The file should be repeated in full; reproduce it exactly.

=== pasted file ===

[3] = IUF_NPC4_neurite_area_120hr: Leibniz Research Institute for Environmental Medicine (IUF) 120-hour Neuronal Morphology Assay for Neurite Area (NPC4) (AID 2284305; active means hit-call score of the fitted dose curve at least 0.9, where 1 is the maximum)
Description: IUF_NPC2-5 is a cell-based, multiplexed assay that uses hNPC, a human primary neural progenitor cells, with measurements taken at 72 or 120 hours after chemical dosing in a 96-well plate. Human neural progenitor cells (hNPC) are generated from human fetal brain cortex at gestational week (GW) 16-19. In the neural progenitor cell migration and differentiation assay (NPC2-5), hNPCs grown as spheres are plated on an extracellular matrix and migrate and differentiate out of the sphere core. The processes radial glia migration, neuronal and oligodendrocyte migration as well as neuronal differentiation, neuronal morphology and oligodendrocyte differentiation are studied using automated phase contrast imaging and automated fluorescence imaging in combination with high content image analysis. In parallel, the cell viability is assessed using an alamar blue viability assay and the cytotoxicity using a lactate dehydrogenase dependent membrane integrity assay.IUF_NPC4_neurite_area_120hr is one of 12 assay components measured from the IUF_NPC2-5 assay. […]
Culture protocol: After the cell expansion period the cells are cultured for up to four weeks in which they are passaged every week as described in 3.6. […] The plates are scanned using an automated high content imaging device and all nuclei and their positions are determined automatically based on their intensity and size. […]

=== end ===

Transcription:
[3] = IUF_NPC4_neurite_area_120hr: Leibniz Research Institute for Environmental Medicine (IUF) 120-hour Neuronal Morphology Assay for Neurite Area (NPC4) (AID 2284305; active means hit-call score of the fitted dose curve at least 0.9, where 1 is the maximum)
Description: IUF_NPC2-5 is a cell-based, multiplexed assay that uses hNPC, a human primary neural progenitor cells, with measurements taken at 72 or 120 hours after chemical dosing in a 96-well plate. Human neural progenitor cells (hNPC) are generated from human fetal brain cortex at gestational week (GW) 16-19. In the neural progenitor cell migration and differentiation assay (NPC2-5), hNPCs grown as spheres are plated on an extracellular matrix and migrate and differentiate out of the sphere core. The processes radial glia migration, neuronal and oligodendrocyte migration as well as neuronal differentiation, neuronal morphology and oligodendrocyte differentiation are studied using automated phase contrast imaging and automated fluorescence imaging in combination with high content image analysis. In parallel, the cell viability is assessed using an alamar blue viability assay and the cytotoxicity using a lactate dehydrogenase dependent membrane integrity assay.IUF_NPC4_neurite_area_120hr is one of 12 assay components measured from the IUF_NPC2-5 assay. […]
Culture protocol: After the cell expansion period the cells are cultured for up to four weeks in which they are passaged every week as described in 3.6. […] The plates are scanned using an automated high content imaging device and all nuclei and their positions are determined automatically based on their intensity and size. […]